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Armenia

Section 6. Discrimination, Societal Abuses, and Trafficking in Persons

Persons with Disabilities

The law prohibits discrimination against persons with any disability in employment, education, and access to health care and other state services, but discrimination remained a problem. The law and a special government decree require both new buildings and those that are renovated, including schools, to be accessible to persons with disabilities. Very few buildings or other facilities were accessible, even if newly constructed or renovated. Many public buildings, including schools and kindergartens, were inaccessible. This inaccessibility also deterred persons with disabilities from voting, since these buildings often served as polling stations during elections.

Although the law on general education provides for a transition from general education to inclusive education for children with disabilities by 2025, and despite the increasing trend towards inclusive education, practices on the ground continued to be fragmented and discriminatory and did not lead to an extensive and sustainable change of the education system and social norms. Many NGOs continued to report that schools lacked physical accessibility and accessible learning materials and made limited effort to provide reasonable accommodations for children with disabilities in mainstream schools. The revised funding formula covered teaching assistants’ salaries but not reasonable accommodations for children with disabilities. Inclusive teacher education programs were largely donor funded, did not equip teachers to permanently change their practices, and were not incorporated into state teacher education policy. As a result in a majority of cases, children with disabilities were physically present in integrated classrooms but did not have the tools to participate fully in learning.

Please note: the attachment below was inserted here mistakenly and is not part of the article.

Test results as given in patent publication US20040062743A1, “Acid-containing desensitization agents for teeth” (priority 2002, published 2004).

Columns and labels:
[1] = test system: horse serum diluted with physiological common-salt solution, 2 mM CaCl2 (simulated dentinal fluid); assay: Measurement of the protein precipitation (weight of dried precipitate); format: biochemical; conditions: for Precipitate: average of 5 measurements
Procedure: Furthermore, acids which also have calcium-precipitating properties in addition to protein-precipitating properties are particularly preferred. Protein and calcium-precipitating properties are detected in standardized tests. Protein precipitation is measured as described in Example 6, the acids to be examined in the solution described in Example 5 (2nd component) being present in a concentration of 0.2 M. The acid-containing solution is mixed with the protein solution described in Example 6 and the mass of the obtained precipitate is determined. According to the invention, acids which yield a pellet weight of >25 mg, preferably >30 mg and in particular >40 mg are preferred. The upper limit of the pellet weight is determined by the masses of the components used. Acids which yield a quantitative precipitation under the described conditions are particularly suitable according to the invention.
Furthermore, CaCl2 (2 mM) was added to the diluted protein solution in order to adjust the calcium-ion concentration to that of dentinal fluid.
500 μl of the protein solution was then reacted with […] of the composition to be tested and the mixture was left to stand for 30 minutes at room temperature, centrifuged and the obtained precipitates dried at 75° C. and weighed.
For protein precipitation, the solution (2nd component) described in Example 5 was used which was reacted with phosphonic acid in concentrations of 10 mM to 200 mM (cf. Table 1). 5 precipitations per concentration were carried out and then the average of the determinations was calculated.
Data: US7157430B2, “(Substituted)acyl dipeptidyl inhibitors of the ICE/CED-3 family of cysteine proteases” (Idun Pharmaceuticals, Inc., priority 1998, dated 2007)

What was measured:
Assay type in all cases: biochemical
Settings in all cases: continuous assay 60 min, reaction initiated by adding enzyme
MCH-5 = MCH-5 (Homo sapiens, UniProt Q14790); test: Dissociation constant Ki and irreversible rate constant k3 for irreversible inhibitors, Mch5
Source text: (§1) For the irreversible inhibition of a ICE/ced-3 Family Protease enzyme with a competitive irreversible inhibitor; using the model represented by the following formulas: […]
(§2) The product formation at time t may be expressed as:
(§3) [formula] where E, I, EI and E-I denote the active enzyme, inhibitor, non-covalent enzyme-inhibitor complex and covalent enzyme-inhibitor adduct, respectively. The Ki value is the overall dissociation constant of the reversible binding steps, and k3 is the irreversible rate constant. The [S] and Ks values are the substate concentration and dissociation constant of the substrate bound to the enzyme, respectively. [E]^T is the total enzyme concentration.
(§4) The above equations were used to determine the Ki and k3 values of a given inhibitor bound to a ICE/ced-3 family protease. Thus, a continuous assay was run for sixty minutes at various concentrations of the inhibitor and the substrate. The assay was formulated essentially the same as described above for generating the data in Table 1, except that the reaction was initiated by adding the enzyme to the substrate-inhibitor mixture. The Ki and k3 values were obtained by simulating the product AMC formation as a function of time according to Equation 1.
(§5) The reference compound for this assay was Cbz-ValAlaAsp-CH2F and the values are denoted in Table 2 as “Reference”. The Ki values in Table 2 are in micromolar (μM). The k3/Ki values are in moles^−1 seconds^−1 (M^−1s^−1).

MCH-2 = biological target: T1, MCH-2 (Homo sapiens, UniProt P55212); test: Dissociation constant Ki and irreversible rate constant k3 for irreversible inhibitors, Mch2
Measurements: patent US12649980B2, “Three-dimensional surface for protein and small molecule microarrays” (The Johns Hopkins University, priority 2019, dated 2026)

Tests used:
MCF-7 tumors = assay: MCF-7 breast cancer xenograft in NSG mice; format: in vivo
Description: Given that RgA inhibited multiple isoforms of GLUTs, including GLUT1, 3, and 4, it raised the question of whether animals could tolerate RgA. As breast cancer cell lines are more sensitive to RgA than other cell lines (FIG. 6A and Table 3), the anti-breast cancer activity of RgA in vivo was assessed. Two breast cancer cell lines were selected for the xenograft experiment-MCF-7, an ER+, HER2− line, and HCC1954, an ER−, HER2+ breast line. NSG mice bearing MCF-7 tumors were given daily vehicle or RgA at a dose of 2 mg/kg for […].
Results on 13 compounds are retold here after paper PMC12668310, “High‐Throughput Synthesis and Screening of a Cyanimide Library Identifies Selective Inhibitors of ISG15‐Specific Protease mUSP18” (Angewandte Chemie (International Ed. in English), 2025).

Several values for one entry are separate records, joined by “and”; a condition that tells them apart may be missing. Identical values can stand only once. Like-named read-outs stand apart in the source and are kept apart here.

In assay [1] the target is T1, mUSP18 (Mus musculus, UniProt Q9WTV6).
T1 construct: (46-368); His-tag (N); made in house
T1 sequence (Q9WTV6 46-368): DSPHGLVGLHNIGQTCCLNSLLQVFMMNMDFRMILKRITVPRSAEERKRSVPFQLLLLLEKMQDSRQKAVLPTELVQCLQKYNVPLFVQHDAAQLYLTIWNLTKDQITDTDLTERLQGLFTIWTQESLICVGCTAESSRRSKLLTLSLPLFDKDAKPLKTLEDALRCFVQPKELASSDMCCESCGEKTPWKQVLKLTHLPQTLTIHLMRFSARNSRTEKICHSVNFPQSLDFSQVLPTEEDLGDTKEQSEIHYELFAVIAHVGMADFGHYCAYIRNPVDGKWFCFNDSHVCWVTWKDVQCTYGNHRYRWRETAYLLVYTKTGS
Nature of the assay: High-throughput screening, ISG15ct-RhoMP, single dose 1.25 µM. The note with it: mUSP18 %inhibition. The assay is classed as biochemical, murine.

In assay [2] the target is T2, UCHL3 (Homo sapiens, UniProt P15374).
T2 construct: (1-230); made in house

Persons with all types of disabilities continued to experience discrimination in every sphere, including access to health care, social and psychological rehabilitation, education, transportation, communication, employment, social protection, cultural events, and use of the internet. Lack of access to information and communications was a particularly significant problem for persons with sensory disabilities. Women with disabilities faced further discrimination, including in social acceptance and access to health and reproductive care, employment, and education, due to their gender.

Hospitals, residential care, and other facilities for persons with more significant disabilities remained substandard.

The Ministry of Labor and Social Affairs is responsible for protecting the rights of persons with disabilities. Since the 2018 political transition, the ministry has been in the process of internal restructuring to optimize the use of its resources to address the needs of persons with disabilities and other vulnerable groups more effectively. While the process was not finalized as of mid-December, budget reallocations had already resulted in providing more resources for persons with disabilities. For example, on August 15, the ministry announced it was able to procure 1,253 pieces of additional equipment for persons with disabilities. During the year issues of physical accessibility became part of broader public debates, for example, the public discussion of the development of a new transportation system for the capital.

During the year the Ministries of Labor and Social Affairs and Health and the charitable NGO Bari Mama signed a memorandum of cooperation to prevent abandonment and institutionalization of children with disabilities and to provide for the right of a child to live in a family, with a view to strengthening the capacities of social service professionals (neonatologists, nurses, social workers, caregivers, etc.) and improving families’ abilities to care for children with disabilities at home. UNICEF supported the process through capacity development and awareness raising.

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The Lessons of 1989: Freedom and Our Future